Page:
Judge William P. Dimitrouleas (S.D. FL.) has largely denied the Company's and it top officers’ motions to dismiss in the Medical Staffing Network Holdings securities class action. He upheld the 1933 Securities Act claims in their entirety, rejecting Defendants materiality, particularity, and bespeaks caution arguments. He also blasted Defendants’ attempts to say those claims “sound in fraud,” holding that “Plaintiffs carefully craft their Section 11 count in a manner to avoid that.”
As for the 1934 Exchange Act claims, Plaintiffs didn’t fare quite as well for statements made before a certain date, but the Court did find that the “failure to disclose material information concerning MSN's financial situation by misrepresenting and falsifying the company's earnings releases and periodic reports in an attempt to mislead potential investors” “alleges more than mere corporate mismanagement.” Judge Dimitrouleas also found that “manipulating financial forecasts and failing to disclose the closure of [certain branch] offices amounts to an extreme departure from the standards of ordinary care and presents a danger of misleading investors that is so obvious that the Defendants should have been aware of it.”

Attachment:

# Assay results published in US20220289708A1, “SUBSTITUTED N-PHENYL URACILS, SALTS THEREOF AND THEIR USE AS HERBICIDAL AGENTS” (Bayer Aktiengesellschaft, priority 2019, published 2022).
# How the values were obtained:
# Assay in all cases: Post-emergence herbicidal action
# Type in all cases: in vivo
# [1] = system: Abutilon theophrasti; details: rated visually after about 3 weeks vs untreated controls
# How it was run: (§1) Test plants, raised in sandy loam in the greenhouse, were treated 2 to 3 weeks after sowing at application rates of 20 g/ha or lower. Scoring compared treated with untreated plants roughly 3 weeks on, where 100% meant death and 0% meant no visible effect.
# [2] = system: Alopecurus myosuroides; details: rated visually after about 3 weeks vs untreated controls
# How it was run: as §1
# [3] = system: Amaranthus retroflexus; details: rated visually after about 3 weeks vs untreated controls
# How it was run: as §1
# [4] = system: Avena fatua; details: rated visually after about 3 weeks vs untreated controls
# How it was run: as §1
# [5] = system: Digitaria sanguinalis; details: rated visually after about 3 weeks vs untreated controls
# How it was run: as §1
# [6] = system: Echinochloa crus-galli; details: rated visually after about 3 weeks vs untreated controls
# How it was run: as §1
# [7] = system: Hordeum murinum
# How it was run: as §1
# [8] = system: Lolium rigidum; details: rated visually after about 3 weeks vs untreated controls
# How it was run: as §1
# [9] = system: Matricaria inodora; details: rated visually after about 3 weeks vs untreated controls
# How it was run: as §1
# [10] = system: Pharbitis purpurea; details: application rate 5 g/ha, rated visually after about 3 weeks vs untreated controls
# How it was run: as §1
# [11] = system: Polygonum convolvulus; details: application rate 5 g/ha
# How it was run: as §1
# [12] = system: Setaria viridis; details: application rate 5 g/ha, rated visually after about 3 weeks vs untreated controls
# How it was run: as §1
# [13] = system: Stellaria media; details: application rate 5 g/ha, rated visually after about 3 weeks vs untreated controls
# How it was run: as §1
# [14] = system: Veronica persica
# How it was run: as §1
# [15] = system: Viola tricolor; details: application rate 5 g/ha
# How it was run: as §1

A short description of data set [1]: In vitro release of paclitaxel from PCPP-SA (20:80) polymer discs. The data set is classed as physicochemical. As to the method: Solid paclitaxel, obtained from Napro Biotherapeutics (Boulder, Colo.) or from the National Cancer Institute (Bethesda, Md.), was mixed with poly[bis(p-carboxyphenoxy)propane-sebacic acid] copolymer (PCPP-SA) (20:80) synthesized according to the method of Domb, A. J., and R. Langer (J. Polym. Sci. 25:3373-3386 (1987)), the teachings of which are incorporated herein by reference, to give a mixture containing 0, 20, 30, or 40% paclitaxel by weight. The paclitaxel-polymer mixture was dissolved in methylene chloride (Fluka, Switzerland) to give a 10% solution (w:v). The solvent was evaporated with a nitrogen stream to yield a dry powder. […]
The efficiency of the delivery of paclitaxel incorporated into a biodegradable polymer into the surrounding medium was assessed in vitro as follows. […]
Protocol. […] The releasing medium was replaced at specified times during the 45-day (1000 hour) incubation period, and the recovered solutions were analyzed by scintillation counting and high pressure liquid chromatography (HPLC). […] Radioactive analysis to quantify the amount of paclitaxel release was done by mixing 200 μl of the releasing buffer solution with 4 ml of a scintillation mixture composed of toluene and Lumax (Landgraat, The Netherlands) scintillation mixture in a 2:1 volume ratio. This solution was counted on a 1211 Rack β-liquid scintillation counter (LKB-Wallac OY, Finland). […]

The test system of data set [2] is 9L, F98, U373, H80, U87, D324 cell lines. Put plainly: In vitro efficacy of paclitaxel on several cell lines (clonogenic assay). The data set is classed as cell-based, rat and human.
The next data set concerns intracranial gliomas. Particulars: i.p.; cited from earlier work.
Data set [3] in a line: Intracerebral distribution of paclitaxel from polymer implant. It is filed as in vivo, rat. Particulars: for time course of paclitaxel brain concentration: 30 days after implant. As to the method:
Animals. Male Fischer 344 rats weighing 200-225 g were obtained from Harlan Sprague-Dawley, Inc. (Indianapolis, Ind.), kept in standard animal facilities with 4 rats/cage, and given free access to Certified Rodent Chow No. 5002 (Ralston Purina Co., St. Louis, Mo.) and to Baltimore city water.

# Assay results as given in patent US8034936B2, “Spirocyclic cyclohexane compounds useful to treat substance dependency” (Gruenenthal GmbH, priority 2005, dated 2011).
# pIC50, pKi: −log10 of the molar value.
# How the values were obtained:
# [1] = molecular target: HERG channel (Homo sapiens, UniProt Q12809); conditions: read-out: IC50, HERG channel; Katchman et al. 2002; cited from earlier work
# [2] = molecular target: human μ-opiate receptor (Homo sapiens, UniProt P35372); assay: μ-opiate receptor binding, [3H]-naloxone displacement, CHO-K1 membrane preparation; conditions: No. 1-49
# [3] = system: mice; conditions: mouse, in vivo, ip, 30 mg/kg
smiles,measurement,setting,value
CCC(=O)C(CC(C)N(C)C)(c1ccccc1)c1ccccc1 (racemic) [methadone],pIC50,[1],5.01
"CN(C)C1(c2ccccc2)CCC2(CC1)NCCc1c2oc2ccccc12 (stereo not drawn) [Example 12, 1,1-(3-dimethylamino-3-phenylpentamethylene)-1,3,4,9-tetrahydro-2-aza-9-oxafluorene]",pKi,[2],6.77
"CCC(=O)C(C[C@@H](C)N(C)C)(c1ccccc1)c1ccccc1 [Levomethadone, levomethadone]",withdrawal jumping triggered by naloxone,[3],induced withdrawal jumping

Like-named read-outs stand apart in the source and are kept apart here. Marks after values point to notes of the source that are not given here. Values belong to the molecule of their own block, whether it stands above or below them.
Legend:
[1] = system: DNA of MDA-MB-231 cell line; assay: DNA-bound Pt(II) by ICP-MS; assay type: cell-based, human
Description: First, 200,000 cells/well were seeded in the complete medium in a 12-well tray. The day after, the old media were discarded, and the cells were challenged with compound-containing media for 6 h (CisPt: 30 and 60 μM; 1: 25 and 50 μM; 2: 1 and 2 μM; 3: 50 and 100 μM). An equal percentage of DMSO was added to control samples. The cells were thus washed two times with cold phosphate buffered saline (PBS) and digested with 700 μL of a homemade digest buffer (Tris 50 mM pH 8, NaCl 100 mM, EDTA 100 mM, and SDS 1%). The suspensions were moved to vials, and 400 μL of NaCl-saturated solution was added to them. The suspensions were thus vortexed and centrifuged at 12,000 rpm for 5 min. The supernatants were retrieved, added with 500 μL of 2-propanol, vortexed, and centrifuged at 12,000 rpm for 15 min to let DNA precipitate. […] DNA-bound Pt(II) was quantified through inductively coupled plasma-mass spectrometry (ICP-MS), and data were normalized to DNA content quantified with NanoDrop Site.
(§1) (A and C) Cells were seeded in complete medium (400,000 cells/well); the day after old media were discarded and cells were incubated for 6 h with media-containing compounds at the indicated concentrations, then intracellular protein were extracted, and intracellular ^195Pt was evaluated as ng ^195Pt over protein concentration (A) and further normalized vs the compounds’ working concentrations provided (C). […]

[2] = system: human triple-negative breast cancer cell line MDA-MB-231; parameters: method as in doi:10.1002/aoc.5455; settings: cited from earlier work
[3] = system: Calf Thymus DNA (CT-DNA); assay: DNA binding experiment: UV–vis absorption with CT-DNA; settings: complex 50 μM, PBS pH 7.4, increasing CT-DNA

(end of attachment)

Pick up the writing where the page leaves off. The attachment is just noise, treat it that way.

You can read Marrari v. Medical Staffing Network Holdings, issued September 27, 2005, at 2005 U.S. Dist. LEXIS 22700.
Nugget: “Anonymous sources may be used to sustain complaints under the PSLRA so long as the sources are described with sufficient particularity to support the probability that a person in the position occupied by the source would possess the information alleged,” so “this Court adopts this standard.”